[EM] Vindication

Forest Simmons forest.simmons21 at gmail.com
Sun Sep 10 10:43:37 PDT 2023


Thanks for contributing and exploring your great example!

Here's the way I look at it:

When there are only three factions, if voters are sincere and well informed
about each others' preferences, the two factions that are farthest apart
will (most likely) be "anti-favorites" of each other. And the other faction
favorite will be ranked top by itself ... so it will not be the
anti-favorite of any of the three factions.

In your illuminating example every candidate is an anti-favorite of some
faction, so most likely not all factions are sincere.

In fact, the most likely cause of the cycle was the burial of a weak
centrist (B in this case) by the strongest of the other factions (C in this
example) ... that is, the one most confident about benefiting from the
cycle creation.

In deed all of the classical Condorcet methods (MinMax, Ranked Pairs,
Schulze's Beatpath CSSD, Jobst's River, etc) break the cycle at the weakest
link, eliminating B.

Nanson, Baldwin, and IRV also start by eliminating B, thereby bolstering
the confidence of the B nuriers.

And without the vindication transfer of votes to the candidate A that
defeated the eliminated candidate pairwise, all of these methods reward the
burying faction by electing C.

Vindication may seem vindictive, but it's the retaliation needed to punish
the buriers by making their sneaky ploy backfire!

Thanks Again.


On Fri, Sep 8, 2023, 8:47 PM James Faran <jjfaran at buffalo.edu> wrote:

> Example of "Vindication":
> 11 A>B
> 15 C>A
>  7 B>C
> A>B by 26-7 is the strongest win, so B is eliminated and the 7 B>C votes
> become A>C votes and A wins over C 18-11.
> If the 7 B>C voters changed their votes to C>B (Favorite Betrayal), C wins.
> If the 7 B>C voters don't vote at all C wins (participation failure).
> If the 15 C>A voters vote C>B instead (Burial), C wins.
> Sounds fishy to me, though there's probably something I'm missing.  There
> usually is.
> Jim Faran
> ------------------------------
> *From:* Election-Methods <election-methods-bounces at lists.electorama.com>
> on behalf of Forest Simmons <forest.simmons21 at gmail.com>
> *Sent:* Friday, September 8, 2023 8:17 PM
> *To:* Kristofer Munsterhjelm <km_elmet at t-online.de>; EM <
> Election-methods at lists.electorama.com>
> *Subject:* Re: [EM] Vindication
> A slightly simpler version for everyday citizens:
> When there is no candidate with more than half of the first rank votes ...
> 1.Find the candidate X that has the strongest head-to-head victory over
> any other candidate Y. This means (i) that X outranks Y on more ballots
> than Y outranks X, and (ii) that the number of ballots on which X outranks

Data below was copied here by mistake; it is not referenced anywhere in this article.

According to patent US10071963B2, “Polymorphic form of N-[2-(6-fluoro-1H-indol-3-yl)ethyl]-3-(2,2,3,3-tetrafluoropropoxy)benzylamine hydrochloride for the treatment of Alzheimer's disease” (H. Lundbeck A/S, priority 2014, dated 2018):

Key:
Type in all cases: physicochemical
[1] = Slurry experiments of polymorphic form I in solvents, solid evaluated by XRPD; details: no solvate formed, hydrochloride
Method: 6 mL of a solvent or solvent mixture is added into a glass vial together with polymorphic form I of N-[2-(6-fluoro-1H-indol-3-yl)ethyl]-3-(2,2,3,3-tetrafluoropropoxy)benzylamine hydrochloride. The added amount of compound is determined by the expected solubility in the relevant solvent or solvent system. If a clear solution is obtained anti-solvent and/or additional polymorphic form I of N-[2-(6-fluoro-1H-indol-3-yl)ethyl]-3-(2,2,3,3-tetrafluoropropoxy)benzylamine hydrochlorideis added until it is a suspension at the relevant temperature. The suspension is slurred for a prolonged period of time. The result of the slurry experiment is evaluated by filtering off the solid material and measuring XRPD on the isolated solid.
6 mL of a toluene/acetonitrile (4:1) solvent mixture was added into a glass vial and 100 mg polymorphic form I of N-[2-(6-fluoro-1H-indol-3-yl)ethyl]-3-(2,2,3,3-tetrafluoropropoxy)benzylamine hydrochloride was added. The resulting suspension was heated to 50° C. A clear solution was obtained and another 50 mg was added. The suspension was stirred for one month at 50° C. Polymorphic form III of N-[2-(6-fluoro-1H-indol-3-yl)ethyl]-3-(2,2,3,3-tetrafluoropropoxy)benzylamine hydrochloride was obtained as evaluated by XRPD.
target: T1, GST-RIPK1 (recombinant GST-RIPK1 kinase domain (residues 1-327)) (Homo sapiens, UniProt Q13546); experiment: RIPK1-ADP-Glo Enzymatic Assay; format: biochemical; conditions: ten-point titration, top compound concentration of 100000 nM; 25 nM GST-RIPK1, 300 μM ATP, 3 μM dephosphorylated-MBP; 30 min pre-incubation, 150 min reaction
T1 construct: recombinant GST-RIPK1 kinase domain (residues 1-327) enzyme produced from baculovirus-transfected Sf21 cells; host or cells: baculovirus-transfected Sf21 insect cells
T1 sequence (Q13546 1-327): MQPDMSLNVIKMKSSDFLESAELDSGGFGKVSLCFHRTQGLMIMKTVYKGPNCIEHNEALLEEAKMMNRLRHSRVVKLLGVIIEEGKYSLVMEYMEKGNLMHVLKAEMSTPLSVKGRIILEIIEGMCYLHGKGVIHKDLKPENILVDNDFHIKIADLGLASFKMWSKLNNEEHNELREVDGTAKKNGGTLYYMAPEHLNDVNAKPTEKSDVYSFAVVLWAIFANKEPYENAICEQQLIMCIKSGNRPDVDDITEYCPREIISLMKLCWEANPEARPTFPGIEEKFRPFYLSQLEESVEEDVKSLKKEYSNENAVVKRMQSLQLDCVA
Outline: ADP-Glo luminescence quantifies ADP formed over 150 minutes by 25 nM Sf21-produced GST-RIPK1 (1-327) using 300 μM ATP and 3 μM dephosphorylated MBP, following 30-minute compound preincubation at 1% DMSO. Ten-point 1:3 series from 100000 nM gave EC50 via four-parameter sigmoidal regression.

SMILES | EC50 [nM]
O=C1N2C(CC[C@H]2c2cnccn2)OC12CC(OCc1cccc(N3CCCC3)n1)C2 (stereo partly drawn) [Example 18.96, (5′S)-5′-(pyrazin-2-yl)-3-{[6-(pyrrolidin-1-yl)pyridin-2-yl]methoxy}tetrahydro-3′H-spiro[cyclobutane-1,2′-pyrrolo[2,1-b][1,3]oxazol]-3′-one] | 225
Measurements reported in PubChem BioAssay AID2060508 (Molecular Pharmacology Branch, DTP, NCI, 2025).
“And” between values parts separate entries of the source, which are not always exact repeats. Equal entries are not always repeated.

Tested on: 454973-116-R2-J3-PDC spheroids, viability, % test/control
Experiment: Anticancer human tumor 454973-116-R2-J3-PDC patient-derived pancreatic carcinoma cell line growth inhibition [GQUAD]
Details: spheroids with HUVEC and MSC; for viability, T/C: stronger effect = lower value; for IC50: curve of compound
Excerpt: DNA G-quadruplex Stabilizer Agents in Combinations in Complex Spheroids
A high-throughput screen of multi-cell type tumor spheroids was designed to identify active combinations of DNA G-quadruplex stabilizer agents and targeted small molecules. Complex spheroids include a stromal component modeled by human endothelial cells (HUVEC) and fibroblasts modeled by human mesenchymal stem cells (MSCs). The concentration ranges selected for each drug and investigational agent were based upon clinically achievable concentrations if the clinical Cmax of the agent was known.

> Y, plus the number of ballots on which Y out ranks no other candidate, is
> larger than the corresponding sum for any other pair of candidates.
> 2. Eliminate Y after replacing all of Y's first rank ballot appearances
> with X.
> 3. After these two steps if there is still no candidate with more than
> half of the first place votes, repeat steps (1) and (2) among the
> uneliminated candidates, until only one candidate remains.
> Note that in each elimination stage the votes of the most strongly
> defeated loser are transferred to the winner of that maximal strength
> defeat. We call this kind of vote transfer, "vindication" (of the winner).
> fws
> On Fri, Sep 8, 2023, 10:56 AM Forest Simmons <forest.simmons21 at gmail.com>
> wrote:
> Kristofer,
> This elimination method helps to explain the "unreasonable effectiveness"
> of what we have been calling Max X>Y.
> While there remains no unbeaten candidate among the uneliminated...
> "vindicate" the victor X and eliminate the loser Y in the strongest
> pairwise defeat.
> Vindication of X is executed by raising X to the level of Y on any ballot
> that (misguidedly) ranked Y above X, before eliminating Y.
> We say "misguidedly" because X was already ranked above or equal to Y on
> the greatest majority of ballots.
> So vindication is a new kind of vote transfer that applies when the
> strongest (remaining) defeat brings about the elimination.
> In the case of three candidates, that kind of vote transfer will be
> sufficient to turn X into a majority winner ... and in general, will likely
> change the strongest victor into an undefeated candidate.
> Example
> 49 C
> 26 A>B
> 25 B
> If we measure defeat strength by Winning Votes + Losing Truncations, we
> see that the defeat of A by C is strongest: WV+LT = 49+74 = 123.
> Vindication updates the ballot profile as
> 49 C
> 26 C>B
> 25 B
> So C now defeats B 75 to 25!
> Try this out on your favorite ballot profiles, and see if you like it.
> fws
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